PARIS • The jaunty tunes by the French military band were unmistakably European, and the crowds standing at attention were French citizens.
But two of the flags being marched down the Champs-Elysees and past the grandstand were of Asian nations - Singapore and Japan.
For the first time, Singapore took part in France's National Day Parade this year.
Prime Minister Lee Hsien Loong was in attendance, invited by French President Emmanuel Macron as guest of honour - the first Singapore leader to be invited to the parade.
Japanese Foreign Minister Taro Kono was also there, in place of Japanese PM Shinzo Abe, who cancelled his trip to deal with floods in Japan.
The National Day Parade, also known as the Bastille Day parade, marks the storming of the Bastille during the French Revolution in 1789.
UK FACES DIFFICULT CHOICES ON BREXIT
I think this is a difficulty which the British have to work out. They've made a decision with a referendum and they have to move forward on the basis of that choice. They'll have a menu of options, none of them ideal. All of them involve some difficult trade-off. They have decided on one which, in the opinion of (British Prime Minister) Theresa May and her ministers, is the best choice forward in the circumstances, and some ministers agreed and some ministers obviously didn't agree.
We hope they will be able to work something out which will make the best of this situation.
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The parade featured about 4,000 soldiers, 220 vehicles, 250 horses, 64 aircraft and 30 helicopters. Among these were the Republic of Singapore Air Force's (RSAF) 150 Squadron based in Cazaux Air Base, in south-western France.
Of the six RSAF personnel involved, two were in the combined flypast and four took part in the parade as Singapore's Flag Party.
The flypast began with nine jets zooming across the sky, leaving behind jet trails in the French national colours of red, white and blue. Later, a combined flypast involving one RSAF M-346 Advanced Jet Trainer and five French Air Force Alpha Jets flew across the sky as well.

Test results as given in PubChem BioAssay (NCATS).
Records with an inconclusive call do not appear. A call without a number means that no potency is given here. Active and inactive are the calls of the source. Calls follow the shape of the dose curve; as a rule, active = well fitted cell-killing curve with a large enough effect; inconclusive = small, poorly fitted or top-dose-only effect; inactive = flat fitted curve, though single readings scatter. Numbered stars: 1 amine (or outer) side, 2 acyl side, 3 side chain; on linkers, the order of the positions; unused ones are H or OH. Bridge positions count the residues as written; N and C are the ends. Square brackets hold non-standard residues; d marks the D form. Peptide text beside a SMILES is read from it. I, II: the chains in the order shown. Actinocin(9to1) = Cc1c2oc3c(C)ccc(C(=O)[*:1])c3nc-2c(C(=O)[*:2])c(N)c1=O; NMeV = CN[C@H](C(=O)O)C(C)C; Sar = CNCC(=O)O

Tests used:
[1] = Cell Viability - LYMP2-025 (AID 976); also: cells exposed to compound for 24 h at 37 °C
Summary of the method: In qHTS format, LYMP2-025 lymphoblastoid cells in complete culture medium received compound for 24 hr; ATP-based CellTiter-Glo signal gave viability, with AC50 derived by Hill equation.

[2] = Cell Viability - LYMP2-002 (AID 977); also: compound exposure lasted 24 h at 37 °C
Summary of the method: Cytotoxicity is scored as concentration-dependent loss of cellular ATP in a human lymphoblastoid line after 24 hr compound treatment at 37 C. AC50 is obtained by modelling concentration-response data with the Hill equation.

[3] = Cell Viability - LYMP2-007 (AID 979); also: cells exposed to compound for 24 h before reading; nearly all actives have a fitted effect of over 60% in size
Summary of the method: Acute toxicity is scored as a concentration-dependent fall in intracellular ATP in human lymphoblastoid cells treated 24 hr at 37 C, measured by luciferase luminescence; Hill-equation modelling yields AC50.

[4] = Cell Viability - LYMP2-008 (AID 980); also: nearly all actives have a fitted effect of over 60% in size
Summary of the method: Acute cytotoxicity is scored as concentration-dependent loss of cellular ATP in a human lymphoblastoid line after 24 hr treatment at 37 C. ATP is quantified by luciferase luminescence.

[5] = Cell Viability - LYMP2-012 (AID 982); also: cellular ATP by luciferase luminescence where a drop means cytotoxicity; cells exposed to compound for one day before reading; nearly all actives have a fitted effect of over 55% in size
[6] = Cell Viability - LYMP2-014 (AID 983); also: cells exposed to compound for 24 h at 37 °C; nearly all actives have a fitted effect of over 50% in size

The officers flying the trainer were Captain Yeap Wei Jiun and Captain Jerevin Chia Min Feng.
Singapore's Flag Party, led by Contingent Commander Major Nicholas Tong Jun, carried the Singapore flag at the parade. Other officers in the party were Captain Jerome Tan Shang-Yang, Lieutenant Tan Yi and Lieutenant Jacob Lee Yong Jin.
Major Tong told The Sunday Times that he was proud to be Commander of the Flag Party, especially as it was Singapore's first appearance at the parade.
Asked about challenges RSAF officers in France face, he said: "Due to the language barrier, simple tasks like setting up Internet access for your home or getting your car insured become much more difficult."
Singapore's participation in the parade comes as the RSAF celebrates the 150 Squadron's 20th anniversary this year. More than 180 RSAF fighter air crew trainees from the squadron have undergone training at Cazaux over the past two decades.
Helicopters began circling in the sky above the Champs-Elysees and Place de la Concorde around 8am, before the parade.
The parade began at around 9.30am with an inspection of the French troops by general officers commanding the foot and motorised troop columns.
Mr Macron arrived at 10am, making his way from the Arc de Triomphe down the Champs-Elysees in an armoured vehicle to the Place de la Concorde, where he inspected the troops. He then took his seat between his wife Brigitte and Mr Lee.
The French citizens watching the parade were a reserved crowd, applauding at key moments. They also clapped in encouragement when two motorcycles in the parade collided - nobody was injured - but they otherwise remained quiet and respectful.
After the flypast, special tribute troops started from the Arc de Triomphe and marched down the Champs-Elysees, ending at the Place de la Concorde.
There was then a march-past of foot soldiers, followed by a helicopter flypast, and a mobile column of armoured vehicles. There was also a display of a mounted column on horses.
The parade closed with a military choir singing traditional military songs and France's national anthem - the rousing La Marseillaise.